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Predictions of Industry Mergers --DeWese

May 2003
This will be a two-part column. Part one will be my blockbuster predictions for the future of the printing industry. Part two will be invaluable education for print salespeople and company owners.

I am truly blessed with healthy modesty. Occasionally, however (never more than once a day), I go on to the Internet to the Google search engine and type in "Harris DeWese." Up jumps about four pages of references to me—vitally important stuff that I've written, enormously significant stuff I've said, and places where I'm scheduled to appear where I will say even more valuable stuff.

Sometimes, my wife of 41 years, Anne "The Crusher", will sneak in my home office, peer over my shoulder and say, "You idiot! Stop wasting time reading about yourself and get in the kitchen and cook my supper."

Or, one of my so-called buddies, Dave "Mister Perfect" Jurist, or Ronnie "The Critic" Bray, or Mark "Attila the Editor" Michelson will call and, when I answer in my mellifluous baritone with a mellow "Hello," somehow guess my Google Euphoria. They'll say something like, "DeWese, you dimwit, you fake; you're reading Google again! Why don't you do something productive like getting some exercise and going on a diet?"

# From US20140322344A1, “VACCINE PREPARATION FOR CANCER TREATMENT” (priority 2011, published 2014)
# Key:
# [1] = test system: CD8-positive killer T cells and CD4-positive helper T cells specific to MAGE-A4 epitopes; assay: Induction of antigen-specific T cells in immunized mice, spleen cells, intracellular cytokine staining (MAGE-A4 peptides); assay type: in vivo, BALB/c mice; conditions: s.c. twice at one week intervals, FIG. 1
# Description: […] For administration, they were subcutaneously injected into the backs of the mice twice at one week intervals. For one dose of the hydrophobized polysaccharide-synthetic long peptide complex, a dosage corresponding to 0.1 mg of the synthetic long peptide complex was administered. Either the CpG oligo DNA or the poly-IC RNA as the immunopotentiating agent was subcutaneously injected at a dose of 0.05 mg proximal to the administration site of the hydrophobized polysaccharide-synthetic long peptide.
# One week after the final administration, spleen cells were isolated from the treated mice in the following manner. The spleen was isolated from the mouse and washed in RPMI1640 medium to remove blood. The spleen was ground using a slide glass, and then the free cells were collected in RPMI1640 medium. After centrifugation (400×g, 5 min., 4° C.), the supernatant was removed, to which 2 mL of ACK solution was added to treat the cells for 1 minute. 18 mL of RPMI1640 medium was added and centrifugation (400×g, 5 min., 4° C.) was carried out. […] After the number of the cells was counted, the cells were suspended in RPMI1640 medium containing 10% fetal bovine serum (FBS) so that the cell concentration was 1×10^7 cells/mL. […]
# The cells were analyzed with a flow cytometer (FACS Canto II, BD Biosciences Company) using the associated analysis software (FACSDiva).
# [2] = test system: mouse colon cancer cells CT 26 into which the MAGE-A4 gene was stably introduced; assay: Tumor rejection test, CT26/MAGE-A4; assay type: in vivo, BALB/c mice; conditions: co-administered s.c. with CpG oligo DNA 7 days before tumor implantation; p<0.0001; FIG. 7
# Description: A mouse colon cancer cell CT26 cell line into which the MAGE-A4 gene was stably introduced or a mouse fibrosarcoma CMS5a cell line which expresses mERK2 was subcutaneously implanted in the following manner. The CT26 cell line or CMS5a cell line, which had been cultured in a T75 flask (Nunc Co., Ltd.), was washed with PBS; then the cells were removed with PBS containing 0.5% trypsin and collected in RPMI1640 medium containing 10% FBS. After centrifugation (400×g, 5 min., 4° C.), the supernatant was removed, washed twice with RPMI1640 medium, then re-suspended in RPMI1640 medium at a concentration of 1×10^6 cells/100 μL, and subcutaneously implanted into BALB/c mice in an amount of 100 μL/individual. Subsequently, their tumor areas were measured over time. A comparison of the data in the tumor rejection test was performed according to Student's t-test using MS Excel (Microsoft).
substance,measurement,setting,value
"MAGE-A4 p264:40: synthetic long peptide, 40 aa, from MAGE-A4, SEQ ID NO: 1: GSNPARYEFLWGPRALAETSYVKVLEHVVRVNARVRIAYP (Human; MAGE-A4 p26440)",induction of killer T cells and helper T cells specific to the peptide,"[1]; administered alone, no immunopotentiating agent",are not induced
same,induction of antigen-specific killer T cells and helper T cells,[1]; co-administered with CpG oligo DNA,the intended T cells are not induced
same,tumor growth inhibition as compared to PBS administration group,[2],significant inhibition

Hah! My three fair-weather pals and my mean-spirited wife, "Omnipotent Anne", don't have even a whole page among them in Google. I know. I looked them up.

Look in the Crystal Ball

OK, here are some printing industry predictions that will most certainly appear as links on Google. I am revealing them in this column first to benefit you faithful readers. Actually, I've been asked to make these predictions in a "keynote" speech on the last day of the On-Demand

Conference at the Javits Center in New York. The last day is when everyone is packing to go home and there might not be much of an audience, so I'll give it to you first.

Certain segments of the printing industry, principally the largest—the general commercial segment, have too much press capacity (i.e., supply). Underutilized capacity is press and other equipment time that exceeds the present demand. Whenever supply exceeds demand, prices go down, profit margins shrink, employees are laid off, companies default on debt payments, companies go out of business and some excess capacity is removed from the market. I'm not sure where all of that equipment is going.

Some of it sits idle, covered with tarps in quiet plants. Some of it must wind up in some big repo warehouse and some gets sold at discounted "forced liquidation" or "auction" prices.
 

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